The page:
Microfalosomia is rare and hormone or genetic problems are the most common cause. Doctors usually diagnose it at birth.
What exactly is a micropenis?
Doctors diagnose micropenis when an individual’s stretched penis is 2.5 centimeters below the average standard for their age and level of sexual development.
Research has estimated that the average penis size for an adult is 13.24 centimeters when he is on erection.
Average and micropenis size for each age range:
Newborn at term: 3.2 cm (average) 2.4-2.5 cm (micropenis)
5 months: 3.9 cm (average) 1.9 cm (micropenis)
6-12 months: 4.3 cm (average) 2.3 cm (micropenis)
1-2 years: 4.7 cm (average) 2.6 cm (micropenis)
2-3 years: 5.1 cm (average) 2.9 cm (micropenis)
3-4 years: 5.5 cm (average) 3.3 cm (micropenis)
4-5 years: 5.7 cm (average) 3.5 cm (micropenis)
5-6 years: 6.0 cm (average) 3.8 cm (micropenis)
6-7 years: 6.1 cm (average) 3.9 cm (micropenis)
7-8 years: 6.2 cm (average) 3.7 cm (micropenis)
9 years: 6.3 cm (average) 3.8 cm (micropenis)
9-10 years: 6.3 cm (average) 3.8 cm (micropenis)
11 years: 6.4 cm (average) 3.7 cm (micropenis)
Adult: 13.3 cm (average) 7.1 cm (micropenis)
Is it very common to have a micropenis?
Statistics on the prevalence of micropenis vary between studies. Microfalosomia and other birth abnormalities may be related to environmental factors, such as parents' exposure to pesticides during pregnancy. As a result, this condition may be more common in specific populations.
When a person has micropenis, his internal genitals and testicles are usually normal.
Hormone problems are the most common cause of micropene. Less often, they can occur when the mother experiences exposure to pesticides or other toxic chemicals during pregnancy.
Testosterone deficiencies, during pregnancy, are usually the cause of the micropene and can also cause other genital abnormalities.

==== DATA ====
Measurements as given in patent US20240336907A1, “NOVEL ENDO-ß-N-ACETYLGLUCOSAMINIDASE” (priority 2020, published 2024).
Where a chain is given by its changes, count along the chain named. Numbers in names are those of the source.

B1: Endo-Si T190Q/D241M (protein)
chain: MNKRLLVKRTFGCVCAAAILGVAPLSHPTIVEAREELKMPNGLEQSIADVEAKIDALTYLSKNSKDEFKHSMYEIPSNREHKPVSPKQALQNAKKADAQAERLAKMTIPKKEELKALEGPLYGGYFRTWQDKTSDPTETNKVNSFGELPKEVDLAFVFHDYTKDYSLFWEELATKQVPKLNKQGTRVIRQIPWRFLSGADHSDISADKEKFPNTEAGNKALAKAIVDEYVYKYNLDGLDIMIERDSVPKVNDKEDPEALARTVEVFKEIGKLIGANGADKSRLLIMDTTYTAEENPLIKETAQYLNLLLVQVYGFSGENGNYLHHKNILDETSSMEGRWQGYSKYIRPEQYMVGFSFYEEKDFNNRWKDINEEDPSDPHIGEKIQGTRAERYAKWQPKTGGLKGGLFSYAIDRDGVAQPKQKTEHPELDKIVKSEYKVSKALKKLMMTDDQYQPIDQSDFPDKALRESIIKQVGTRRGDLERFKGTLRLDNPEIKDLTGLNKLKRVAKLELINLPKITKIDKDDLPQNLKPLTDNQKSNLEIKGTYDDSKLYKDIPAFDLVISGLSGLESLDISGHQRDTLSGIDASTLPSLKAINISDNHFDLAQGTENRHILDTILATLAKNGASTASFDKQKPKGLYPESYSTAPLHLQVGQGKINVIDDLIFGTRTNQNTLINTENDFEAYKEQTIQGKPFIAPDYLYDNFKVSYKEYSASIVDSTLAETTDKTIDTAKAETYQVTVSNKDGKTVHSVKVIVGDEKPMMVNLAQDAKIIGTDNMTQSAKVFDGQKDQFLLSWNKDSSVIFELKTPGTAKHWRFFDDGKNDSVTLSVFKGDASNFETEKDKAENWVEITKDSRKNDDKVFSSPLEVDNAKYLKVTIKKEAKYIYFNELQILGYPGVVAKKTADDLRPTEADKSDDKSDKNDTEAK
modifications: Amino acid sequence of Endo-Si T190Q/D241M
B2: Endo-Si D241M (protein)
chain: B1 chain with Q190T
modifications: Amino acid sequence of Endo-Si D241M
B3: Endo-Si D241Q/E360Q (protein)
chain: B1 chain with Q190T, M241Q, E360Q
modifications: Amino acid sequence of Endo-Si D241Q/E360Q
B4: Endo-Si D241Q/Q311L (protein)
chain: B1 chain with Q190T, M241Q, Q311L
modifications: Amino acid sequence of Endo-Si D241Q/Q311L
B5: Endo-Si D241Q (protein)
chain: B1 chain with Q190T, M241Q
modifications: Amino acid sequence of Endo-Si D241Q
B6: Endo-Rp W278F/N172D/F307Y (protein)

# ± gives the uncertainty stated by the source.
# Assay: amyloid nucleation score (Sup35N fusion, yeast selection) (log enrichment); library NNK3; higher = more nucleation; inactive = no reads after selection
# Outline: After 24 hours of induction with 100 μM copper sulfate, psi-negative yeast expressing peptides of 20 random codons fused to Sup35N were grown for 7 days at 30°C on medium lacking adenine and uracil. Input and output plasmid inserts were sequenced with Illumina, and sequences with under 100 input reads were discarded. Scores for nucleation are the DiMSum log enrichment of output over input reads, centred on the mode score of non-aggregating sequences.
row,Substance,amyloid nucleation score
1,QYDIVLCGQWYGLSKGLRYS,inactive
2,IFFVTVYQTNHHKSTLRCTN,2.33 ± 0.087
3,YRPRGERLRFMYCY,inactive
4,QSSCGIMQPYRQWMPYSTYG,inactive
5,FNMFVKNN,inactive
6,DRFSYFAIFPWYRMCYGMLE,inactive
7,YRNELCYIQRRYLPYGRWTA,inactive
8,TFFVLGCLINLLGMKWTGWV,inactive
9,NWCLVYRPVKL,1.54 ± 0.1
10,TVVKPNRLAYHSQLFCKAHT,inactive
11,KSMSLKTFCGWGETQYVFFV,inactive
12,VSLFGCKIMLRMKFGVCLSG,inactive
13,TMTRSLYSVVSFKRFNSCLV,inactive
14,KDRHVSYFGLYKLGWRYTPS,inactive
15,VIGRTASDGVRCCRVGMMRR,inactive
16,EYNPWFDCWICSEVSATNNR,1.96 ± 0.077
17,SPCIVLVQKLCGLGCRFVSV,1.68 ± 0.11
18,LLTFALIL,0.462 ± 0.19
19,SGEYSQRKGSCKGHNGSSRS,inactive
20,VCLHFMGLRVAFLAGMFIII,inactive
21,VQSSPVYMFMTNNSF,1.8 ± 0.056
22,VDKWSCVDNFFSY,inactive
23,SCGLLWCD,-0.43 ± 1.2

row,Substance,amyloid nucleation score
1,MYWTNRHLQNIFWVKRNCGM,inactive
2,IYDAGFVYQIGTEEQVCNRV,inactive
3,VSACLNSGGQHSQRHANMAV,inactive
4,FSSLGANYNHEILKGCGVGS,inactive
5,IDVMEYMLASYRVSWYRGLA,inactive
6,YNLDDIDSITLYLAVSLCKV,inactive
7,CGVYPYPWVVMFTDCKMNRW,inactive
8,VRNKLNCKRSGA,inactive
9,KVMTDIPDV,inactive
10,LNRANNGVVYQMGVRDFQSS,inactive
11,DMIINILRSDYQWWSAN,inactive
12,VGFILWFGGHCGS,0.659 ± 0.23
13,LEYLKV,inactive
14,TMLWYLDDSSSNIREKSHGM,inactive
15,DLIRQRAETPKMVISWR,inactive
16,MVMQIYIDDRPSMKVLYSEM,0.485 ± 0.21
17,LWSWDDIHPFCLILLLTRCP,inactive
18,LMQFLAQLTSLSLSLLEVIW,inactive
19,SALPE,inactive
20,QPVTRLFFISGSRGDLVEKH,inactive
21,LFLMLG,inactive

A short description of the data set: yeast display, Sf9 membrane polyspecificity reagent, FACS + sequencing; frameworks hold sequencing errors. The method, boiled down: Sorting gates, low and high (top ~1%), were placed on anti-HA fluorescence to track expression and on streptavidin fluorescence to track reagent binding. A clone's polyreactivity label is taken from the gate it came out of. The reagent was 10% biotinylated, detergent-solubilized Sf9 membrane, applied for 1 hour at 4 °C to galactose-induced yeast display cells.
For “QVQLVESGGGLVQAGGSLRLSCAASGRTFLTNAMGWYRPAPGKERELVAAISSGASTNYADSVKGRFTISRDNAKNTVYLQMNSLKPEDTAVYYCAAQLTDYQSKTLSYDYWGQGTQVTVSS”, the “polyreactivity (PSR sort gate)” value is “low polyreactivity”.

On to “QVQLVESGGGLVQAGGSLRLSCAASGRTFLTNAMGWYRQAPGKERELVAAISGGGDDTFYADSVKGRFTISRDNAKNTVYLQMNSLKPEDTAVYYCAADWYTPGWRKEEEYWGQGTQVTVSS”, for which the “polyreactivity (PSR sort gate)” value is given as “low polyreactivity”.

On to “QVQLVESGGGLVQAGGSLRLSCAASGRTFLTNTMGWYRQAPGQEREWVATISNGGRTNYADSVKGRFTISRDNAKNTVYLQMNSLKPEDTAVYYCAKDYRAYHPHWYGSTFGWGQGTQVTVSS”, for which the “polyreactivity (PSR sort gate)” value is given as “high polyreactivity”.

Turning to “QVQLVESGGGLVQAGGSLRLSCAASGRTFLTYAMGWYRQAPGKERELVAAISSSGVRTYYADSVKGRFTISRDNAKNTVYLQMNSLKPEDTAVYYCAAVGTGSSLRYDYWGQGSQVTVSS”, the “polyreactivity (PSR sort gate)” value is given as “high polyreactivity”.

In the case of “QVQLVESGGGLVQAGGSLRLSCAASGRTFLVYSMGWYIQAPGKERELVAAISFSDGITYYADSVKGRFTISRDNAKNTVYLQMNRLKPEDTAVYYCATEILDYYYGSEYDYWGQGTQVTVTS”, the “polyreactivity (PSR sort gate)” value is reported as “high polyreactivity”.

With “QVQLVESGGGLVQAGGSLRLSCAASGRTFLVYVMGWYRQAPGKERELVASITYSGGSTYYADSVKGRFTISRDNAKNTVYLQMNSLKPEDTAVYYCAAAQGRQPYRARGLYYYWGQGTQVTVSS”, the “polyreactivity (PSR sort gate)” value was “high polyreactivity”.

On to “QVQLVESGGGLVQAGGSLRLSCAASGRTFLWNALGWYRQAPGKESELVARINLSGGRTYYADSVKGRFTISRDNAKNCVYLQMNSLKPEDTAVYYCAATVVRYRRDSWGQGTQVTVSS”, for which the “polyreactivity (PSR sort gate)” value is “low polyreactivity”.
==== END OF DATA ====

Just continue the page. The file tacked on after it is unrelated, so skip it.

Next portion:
A testosterone deficiency can arise when a male fetus does not produce enough testosterone, or when the mother does not produce enough human chorionic gonadotropin hormone during pregnancy, that stimulates the development of testosterone in the fetus.
When testosterone levels are normal, some medical conditions can prevent a person’s body from responding properly to testosterone. This answer is called androgen insensitivity. When any of these hormone problems arise, a male fetus’s penis may not develop as usual.
A male baby will experience a surge of testosterone about 0-3 months after birth. This is a crucial period for penis growth. If this process is interrupted by hormonal problems, the baby may have a smaller than normal penis.
In rare cases, the micropenis is idiopathic, meaning that doctors cannot find a specific cause. Because hormone problems usually cause micropenis, people with this condition may also have other symptoms, such as hypogonadotropic hypogonadism, Prader-Willi syndrome, Kallmann syndrome, growth hormone deficiencies, abnormal chromosomes or laurence-moon syndrome (LMS).
Does having a micropenis affect sexual function?
Most people with micropenis have normal sexual functioning. It does not affect a person’s ability to urinate, masturbate, or have an orgasm. The only drawback is that there are people who may have more difficulty urinating standing up.
Anxiety about penis size can be a barrier to enjoying sex with a partner. Men may remain dissatisfied with their appearance even with treatment despite being able to have an active and healthy sexual life. In this case, sexual therapy is recommended.
Let us remember that, according to research published in 2018, only 18.4% of women reach orgasm only with vaginal penetration. Focusing on other sexual techniques, such as oral sex, can help the man with a micropenis feel more confident about sexual interactions, which can be positive for both.
Reference: Am I normal? A systematic review and construction of nomograms for flaccid and erect penis length and circumference in up to 15 521 men. First published: 08 December 2014 https://doi.org/10.1111/bju.13010 // Micropenis: Etiology, Diagnosis and Treatment Approaches. J Clin Res Pediatr Endocrinol. 2013 Dec; 5(4): 217–223. Published online 2013 Dec 12. doi:10.4274/Jcrpe.1135 // Women's Experiences With Genital Touching, Sexual Pleasure, and Orgasm: Results From a U.S. Probability Sample of Women Ages 18 to 94. JJournal of Sex & Marital Therapy DOI: https://doi.org/10.1080/0092623X.2017.1346530